As for the obligatory nostalgic villains, I've already mentioned the dubious appearance of the Yeti. The lone Dalek who shows up in the hall of mirrors gets taken out early, in a scene that features a very good look at the mutant inside, whipping its tentacles in pain. It may be a Doc1 vignette, but the production won't let you forget these are a the big bad 80s. The Cybermen are better served, though that means walking into massacre after massacre. The Master is of course in attendance (groan) and is one of the story's weak points. Not only isn't he behind the evil plot, but he's there to help the Doctor at the High Council's request, and in exchange for 12 more regenerations (just to confuse that issue a bit more). Lines like "A universe without the Doctor scarcely bears thinking about" doesn't have much credibility from someone who was trying to kill him in the previous episode (probably a lie meant for this weak-ass Council who can't do anything it seems without the help of the renegades). No, Borusa is the real enemy, now in his lamest regeneration (the actor is more or less sleep-walking through the part), corrupted by forbidden knowledge and seeking immortality (see Theories). I do like his black frock though; it's a direct quote of the original Time Lord costumes. Strangely, the nostalgia breaks with the introduction of the Raston Warrior Robot, but as crazy an ideas as it is, I love that thing. Great movement, great Cyberman massacre at its hands. But really, should have been an Auton. Apparently, it was supposed to be the Quarks. I guess we dodged a bullet.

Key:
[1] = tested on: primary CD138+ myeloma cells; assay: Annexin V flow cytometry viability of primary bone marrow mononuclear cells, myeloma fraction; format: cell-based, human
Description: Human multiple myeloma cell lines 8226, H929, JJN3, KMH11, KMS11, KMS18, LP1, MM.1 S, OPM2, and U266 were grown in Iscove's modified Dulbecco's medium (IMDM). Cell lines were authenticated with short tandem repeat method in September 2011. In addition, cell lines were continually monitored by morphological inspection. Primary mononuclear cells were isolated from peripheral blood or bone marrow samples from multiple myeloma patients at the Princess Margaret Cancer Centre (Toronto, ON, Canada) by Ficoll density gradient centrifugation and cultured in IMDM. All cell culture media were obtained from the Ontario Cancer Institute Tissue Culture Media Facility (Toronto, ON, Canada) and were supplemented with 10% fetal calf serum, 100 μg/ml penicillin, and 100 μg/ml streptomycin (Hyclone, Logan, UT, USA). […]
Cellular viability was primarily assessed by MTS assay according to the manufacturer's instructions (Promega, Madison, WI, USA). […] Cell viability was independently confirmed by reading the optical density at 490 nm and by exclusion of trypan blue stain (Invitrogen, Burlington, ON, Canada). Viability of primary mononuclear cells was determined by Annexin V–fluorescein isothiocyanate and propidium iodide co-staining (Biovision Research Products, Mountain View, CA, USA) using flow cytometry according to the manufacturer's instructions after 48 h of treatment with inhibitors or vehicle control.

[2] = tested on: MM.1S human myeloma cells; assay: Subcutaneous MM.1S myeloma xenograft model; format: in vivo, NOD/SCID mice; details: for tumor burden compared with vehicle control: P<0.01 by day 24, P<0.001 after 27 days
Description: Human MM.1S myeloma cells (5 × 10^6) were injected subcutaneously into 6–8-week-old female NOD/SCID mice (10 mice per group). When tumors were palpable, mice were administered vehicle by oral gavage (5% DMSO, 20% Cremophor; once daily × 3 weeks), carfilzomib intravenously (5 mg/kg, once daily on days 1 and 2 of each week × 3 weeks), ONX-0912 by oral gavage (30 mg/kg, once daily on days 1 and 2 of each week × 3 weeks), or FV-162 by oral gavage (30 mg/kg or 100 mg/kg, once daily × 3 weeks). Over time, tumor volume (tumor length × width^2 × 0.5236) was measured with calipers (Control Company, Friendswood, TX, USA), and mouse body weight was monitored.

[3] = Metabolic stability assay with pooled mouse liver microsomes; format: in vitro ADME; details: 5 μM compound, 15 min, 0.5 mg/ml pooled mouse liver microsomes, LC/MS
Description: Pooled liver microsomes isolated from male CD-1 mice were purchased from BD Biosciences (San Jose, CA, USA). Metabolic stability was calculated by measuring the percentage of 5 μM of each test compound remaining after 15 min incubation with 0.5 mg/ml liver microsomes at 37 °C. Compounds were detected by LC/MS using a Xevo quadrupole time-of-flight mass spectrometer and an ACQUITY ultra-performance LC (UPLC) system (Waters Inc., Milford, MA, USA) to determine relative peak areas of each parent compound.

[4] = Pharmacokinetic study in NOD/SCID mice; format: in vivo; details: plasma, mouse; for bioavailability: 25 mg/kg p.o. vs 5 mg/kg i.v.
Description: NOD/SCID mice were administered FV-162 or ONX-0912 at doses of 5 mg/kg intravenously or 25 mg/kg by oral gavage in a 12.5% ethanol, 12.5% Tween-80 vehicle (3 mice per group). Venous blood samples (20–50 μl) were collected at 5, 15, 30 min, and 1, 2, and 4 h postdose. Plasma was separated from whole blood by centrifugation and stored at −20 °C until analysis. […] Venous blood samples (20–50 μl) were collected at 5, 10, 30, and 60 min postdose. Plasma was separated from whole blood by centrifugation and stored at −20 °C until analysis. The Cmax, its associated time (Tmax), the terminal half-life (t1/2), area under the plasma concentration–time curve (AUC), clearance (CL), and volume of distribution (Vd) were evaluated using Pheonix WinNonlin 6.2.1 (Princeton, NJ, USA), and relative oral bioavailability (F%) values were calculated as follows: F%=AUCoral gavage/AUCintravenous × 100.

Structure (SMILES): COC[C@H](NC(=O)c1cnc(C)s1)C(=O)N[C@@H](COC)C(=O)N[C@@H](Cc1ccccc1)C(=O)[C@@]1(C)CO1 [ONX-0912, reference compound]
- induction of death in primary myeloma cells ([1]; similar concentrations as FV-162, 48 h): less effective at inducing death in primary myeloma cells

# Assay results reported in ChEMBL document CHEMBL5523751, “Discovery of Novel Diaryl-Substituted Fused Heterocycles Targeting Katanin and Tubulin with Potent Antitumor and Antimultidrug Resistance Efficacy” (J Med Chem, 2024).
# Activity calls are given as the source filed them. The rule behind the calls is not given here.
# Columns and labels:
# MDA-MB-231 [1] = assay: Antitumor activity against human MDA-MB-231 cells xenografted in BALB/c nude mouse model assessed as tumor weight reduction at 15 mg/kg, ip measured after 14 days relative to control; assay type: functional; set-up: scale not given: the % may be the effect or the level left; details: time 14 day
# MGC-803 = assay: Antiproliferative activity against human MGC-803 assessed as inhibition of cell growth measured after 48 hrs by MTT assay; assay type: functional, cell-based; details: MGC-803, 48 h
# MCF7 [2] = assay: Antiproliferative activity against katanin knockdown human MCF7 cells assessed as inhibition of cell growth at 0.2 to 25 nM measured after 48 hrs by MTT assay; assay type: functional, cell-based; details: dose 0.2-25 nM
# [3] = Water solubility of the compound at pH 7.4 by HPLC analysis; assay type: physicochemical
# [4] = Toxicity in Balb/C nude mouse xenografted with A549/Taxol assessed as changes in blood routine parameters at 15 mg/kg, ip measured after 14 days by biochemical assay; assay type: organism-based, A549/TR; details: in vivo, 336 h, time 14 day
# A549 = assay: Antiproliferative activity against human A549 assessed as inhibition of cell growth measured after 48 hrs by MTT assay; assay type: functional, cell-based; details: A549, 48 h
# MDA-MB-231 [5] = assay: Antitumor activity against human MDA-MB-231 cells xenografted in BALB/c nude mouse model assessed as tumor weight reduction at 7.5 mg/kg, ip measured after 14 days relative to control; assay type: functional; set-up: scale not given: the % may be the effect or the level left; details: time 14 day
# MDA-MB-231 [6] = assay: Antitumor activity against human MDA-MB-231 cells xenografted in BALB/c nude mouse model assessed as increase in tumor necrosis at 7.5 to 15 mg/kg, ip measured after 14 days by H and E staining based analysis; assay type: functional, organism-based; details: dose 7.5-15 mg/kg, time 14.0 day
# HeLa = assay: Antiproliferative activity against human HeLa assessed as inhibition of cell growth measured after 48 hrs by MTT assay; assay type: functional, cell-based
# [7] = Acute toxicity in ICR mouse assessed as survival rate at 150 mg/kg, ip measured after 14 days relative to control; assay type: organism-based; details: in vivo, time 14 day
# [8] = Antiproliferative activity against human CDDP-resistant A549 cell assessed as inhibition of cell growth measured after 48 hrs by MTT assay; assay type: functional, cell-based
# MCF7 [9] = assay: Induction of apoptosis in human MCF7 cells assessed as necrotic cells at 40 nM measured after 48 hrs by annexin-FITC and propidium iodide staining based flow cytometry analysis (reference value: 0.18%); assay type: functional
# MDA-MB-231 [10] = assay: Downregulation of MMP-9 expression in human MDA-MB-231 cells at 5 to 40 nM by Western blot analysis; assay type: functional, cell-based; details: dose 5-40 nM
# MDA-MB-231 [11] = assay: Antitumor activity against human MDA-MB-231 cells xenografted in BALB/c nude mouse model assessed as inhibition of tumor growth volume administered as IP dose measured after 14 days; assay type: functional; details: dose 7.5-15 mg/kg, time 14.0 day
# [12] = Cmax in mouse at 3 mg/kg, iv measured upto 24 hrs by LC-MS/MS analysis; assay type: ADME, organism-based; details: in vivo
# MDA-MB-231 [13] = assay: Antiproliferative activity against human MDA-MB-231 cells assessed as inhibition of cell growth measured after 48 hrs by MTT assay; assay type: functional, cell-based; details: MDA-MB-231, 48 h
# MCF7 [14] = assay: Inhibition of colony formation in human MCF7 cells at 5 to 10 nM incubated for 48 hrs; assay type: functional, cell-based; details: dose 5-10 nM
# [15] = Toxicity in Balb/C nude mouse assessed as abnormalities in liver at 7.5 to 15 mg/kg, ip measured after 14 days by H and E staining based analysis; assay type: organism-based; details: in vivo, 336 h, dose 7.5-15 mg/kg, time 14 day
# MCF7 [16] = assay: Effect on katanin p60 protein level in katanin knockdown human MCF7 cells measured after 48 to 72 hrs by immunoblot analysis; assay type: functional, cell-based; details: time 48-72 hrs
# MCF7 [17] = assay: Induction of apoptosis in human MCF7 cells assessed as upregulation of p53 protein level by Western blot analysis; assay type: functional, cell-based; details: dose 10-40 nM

I suppose the Anniversaryness of it all makes the production want to use Gallifrey and the Time Lords, but we've gone there too often of late, and each appearance has made the Doctor's people look weaker and sillier. The Five Doctors continues that trend, though part of that is the comparison Dicks makes with the Ancient Time Lords. The whole pre-Rassilon Death Zone stuff doesn't connect very well with what we know of Time Lord history, but does add a power and grandeur to a society that has obviously lost something. Rassilon himself is more god than man, a disembodied face hovering over his dead body (likely a hologram patched into the Matrix), able to fly people through time and space and turn Borusa into a living statue (did Omega get off lightly after all?). Thou shalt not get immortality, says the apparently immortal being. The Death Zone and Rassilon's tomb open up a whole can of questions about the Time Lords, but unfortunately, the Black Scrolls of Rassilon had all the answers and they went up in smoke like a Mission Impossible tape reel. As a set of locations, it's obviously the same Welsh countryside as the Eye of Orion, some interestingly twisted trees, but the paved roads belie its Terran origins. I like that they went for variety (a mine, a marsh, mountains, a river) though. The tower scenes are accompanied by interesting musical cues (the music is good throughout though the amalgam of different themes over the end credits is pretty clunky), and the tomb itself looks like a huge space.